Rob Nypels (Leiden, 1951) lives and works in the almost virginal, isolated and inaccessible French Massif Central in Auvergne, where he has been developing his photographic work since 2006. But life wasn’t always so pure and quiet. After graduating as photographer from the Jan Van Eyck academy in Maastricht, Rob Nypels left his home to travel throughout Europe. Along with his travels, a time of movement, of various places, people and discoveries begun. In the 80s Nypels was an active part of the Dutch art world; he moved to the northern city of Groningen were he joined the local artists cooperative De Zaak, known for its affinity with the concept of art-philosophy. Photography served as a means to document journeys and projects, to capture the memory of crafted objects and significant places.
Now, in Massif Central, Nypels portrays nature, the unavoidable, unpredictable nature that surrounds him. “I organize nature because I have a large vegetable garden, a flock of sheep, acres of land with fruit trees, all which need to be taken care of for the harvest”, he says. His photographs reflect the emotional aspect this process entails: the process of living in and from nature. Branches, leaves, flowers, trunks, mountains and water are portraied purposfully out of focus, quite often in close-ups, letting (sun-)light slip though and giving form to nature. We can distinguish the shapes, the colours, we know what’s behind but there is always a veil of blur keeping us from the satisfaction of total vision. “It’s not always easy. A tree can become ill or be demolished by a storm after years of growth; taking care of animals is a daily devotion…”. The lack of sharp images transmits this sense of uneasiness but it also confers a sense of touch, bringing nature closer to the viewer by means of the haptic. The “haptic” refers to the tactile, the way the eye is compelled to “touch” and object, achieved by image distortion effects such as out of focuse, graininess, over-and underexposure, etc. In this way, Nypels steals sharp vision but gives us a more sensual, velvel-like image for our eye to touch, as he permanently does with his life.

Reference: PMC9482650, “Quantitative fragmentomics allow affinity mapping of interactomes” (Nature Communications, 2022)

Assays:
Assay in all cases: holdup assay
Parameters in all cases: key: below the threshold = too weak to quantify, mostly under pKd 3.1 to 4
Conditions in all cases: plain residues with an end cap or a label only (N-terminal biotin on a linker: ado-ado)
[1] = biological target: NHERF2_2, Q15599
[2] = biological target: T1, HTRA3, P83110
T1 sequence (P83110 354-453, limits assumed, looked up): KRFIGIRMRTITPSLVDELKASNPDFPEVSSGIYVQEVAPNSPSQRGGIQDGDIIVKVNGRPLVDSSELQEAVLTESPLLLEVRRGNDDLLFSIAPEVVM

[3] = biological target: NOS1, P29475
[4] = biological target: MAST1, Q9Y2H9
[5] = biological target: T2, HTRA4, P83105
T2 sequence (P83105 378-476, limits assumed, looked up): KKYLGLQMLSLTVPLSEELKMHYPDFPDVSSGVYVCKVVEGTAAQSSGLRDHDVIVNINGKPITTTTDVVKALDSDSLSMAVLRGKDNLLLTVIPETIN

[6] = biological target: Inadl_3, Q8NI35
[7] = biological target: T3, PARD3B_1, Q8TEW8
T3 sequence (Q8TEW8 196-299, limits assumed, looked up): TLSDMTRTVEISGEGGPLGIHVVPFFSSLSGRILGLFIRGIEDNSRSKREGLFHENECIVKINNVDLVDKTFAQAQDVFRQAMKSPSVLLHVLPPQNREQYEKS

Nypels work has been described as romantic, as a re-interpretation of photographic landscape but I can’t help thinking that the closeness to his environment and the objects he photographs, translates into nature portraiture. The definition of “landscape” entails an expanse of scenary. Traditionally in art, landscape painting of photography entails a certain distance, a representation or a construction of a natural scenary. Looking at Rob Nypels works the sense of directness, of carefull approach to nature is very strong: a face to face encounter, often a close-up portrait. French philosopher Gilles Deleuze wrote that ‘the affection-image is the close-up, and the close-up is the face’ but beyond the face, he argues that the close-up and affection-image (an image that expresses and creates affect) is not limited to the face. Objects, landscapes and other images can be ‘facialized’. So does Nypels ‘facialize’ nature and his photographs become affection-images that bare the unpredictable and the experience of the photographer who inhabit his own subject. On the one hand, Rob Nypels photographs represent today’s need to fear nature and to protect it and respect it on the other: the sublime, the greatness remains but it has been tamed with a timely need to resonate and vibrate with nature.